Study: Less meth manufacturing

Published 1:34 am Tuesday, December 16, 2014

Declining levels of pseudoephedrine sales in Alabama and Covington County mean methamphetamine production has declined, too.

But local law enforcement officers say while manufacturing might have declined, drug use is still prevalent.

Data from the National Association of Drug Diversion Investigators (NADDI) shows in 2014 Alabama has seen the second highest reduction of sales of pseudoephedrine (PSE) in the country.

PSE is a primary ingredient used to manufacture methamphetamine (meth). The sale of PSE has been monitored in Alabama since 2012.

Since the passage of some of the nation’s toughest anti-meth laws in 2012, there has been a steady decline of meth labs found in the state, according to a press release from the organization.

“That is 100 percent correct,” Covington County Drug Task Force Investigator Greg Jackson said.

A report by the Alabama Drug Task Force said meth lab seizures in the state dropped more than 78 percent from 720 in 2010 to 154 in 2013.

In Covington County in 2013, more than 800 boxes of PSE sales were blocked, according to NADDI data. This kept 1,967 grams of PSE from potentially being used in meth production in Covington County.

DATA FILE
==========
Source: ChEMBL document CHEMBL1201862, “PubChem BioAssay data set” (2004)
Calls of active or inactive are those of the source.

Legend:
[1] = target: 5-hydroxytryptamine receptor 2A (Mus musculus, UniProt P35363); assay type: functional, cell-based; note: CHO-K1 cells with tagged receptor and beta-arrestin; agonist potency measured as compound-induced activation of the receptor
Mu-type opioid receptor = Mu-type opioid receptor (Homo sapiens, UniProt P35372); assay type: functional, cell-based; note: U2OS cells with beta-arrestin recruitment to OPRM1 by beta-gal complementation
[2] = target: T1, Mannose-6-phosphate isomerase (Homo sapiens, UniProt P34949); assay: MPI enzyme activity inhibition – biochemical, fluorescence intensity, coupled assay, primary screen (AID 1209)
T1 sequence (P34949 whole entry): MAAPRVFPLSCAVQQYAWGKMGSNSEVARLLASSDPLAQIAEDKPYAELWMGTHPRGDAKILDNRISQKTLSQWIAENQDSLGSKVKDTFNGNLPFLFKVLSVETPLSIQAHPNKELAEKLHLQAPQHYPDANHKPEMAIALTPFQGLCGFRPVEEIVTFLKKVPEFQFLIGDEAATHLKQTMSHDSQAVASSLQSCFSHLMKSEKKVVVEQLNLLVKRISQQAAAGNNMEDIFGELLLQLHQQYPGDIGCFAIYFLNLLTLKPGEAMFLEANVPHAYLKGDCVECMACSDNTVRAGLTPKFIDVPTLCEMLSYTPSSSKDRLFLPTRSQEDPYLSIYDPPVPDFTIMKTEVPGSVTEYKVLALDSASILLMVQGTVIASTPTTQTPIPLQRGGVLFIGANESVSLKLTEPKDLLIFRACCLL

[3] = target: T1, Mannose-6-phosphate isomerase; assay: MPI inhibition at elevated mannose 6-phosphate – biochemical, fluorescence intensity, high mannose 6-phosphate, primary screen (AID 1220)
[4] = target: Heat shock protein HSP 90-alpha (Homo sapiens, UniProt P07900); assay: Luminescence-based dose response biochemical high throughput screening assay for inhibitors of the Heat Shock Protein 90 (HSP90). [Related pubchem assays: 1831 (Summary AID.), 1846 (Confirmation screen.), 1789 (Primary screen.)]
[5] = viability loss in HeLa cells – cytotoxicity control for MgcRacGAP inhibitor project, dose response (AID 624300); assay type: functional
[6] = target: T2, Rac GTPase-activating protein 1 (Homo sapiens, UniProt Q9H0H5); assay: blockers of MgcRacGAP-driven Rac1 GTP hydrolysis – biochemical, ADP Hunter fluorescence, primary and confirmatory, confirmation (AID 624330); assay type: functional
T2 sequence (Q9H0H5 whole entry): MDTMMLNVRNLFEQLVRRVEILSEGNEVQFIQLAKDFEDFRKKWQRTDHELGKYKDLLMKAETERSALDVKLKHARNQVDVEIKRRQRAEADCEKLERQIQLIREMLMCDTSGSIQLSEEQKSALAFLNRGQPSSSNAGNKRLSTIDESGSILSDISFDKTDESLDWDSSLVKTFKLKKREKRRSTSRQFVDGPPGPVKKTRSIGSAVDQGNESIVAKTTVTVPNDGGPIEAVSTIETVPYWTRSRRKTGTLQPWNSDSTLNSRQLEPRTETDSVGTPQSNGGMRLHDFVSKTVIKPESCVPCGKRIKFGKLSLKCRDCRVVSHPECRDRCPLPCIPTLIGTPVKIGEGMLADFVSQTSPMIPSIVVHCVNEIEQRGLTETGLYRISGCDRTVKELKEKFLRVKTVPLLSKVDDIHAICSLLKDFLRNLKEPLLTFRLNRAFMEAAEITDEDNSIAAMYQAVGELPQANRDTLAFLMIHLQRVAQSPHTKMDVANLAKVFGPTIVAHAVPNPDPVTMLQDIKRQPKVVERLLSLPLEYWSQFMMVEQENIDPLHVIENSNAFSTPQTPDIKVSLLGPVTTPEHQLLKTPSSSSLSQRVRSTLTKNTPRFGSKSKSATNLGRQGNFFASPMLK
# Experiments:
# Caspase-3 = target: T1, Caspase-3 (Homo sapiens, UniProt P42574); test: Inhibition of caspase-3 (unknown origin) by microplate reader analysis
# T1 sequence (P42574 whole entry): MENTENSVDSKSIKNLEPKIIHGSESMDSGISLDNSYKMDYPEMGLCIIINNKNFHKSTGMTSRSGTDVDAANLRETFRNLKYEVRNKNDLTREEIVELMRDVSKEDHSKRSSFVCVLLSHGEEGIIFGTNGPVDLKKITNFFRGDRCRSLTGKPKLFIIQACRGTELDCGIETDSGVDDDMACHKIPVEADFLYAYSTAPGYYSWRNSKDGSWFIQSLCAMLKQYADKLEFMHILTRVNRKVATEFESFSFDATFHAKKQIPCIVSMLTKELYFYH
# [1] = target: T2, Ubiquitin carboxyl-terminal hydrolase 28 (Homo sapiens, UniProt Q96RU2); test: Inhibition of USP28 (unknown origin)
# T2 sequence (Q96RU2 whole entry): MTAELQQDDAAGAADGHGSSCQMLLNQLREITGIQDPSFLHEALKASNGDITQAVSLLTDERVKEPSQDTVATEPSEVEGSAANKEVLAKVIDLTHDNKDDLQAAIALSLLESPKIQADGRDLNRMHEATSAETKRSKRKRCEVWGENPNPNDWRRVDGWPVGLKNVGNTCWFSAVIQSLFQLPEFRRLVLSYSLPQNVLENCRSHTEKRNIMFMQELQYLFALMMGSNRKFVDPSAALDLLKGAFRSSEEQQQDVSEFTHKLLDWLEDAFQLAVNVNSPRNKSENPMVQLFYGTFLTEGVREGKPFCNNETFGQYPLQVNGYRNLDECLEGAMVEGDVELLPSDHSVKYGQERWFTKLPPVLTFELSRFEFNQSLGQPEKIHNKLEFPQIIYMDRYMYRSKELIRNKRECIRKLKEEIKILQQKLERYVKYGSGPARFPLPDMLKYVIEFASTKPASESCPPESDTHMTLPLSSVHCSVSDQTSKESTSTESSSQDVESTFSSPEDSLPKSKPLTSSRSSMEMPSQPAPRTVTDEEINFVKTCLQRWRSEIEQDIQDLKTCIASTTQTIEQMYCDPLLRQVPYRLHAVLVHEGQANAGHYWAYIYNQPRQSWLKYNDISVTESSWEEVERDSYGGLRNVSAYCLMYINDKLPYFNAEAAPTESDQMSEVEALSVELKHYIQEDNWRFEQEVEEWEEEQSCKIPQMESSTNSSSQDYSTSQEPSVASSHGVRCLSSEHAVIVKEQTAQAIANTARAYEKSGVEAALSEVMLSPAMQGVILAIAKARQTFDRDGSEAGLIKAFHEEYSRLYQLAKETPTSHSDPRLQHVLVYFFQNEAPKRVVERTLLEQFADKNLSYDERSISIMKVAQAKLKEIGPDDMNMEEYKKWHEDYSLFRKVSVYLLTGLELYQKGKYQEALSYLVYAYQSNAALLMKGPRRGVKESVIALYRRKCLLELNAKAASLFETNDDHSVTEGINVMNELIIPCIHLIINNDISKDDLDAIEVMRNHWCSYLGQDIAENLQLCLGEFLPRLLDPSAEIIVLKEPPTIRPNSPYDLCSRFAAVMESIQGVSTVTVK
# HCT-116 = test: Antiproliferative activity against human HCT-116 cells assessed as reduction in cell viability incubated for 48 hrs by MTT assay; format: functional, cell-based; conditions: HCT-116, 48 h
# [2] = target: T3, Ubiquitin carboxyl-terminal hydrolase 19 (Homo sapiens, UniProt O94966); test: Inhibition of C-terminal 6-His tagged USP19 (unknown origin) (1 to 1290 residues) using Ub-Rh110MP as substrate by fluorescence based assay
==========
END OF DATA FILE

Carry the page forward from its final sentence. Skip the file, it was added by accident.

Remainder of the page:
While Jackson agreed that sales have declined, he said there has been no decline in drug use.

“The law has definitely helped with production in Covington County, but demand is not down,” Jackson said. “Dope cooked in other states is being shipped in.”

The 2012 legislation has greatly reduced the production of meth in Alabama; it has not eliminated the demand. Upwards of 80 percent of meth seized is Mexican made meth called “Ice.”

“It’s just a change in where they get the drugs,” Jackson said. “Mexican meth is so much easier to get.”

According to the executive director of NADDI, Charles F. Cichon, Alabama is stepping up efforts to take the fight directly to meth criminals.

“As NPLEx helps Alabama law enforcement officials curb domestic methamphetamine production, they will be able to focus further on the even greater threat of imported meth from Mexico,” Cichon said.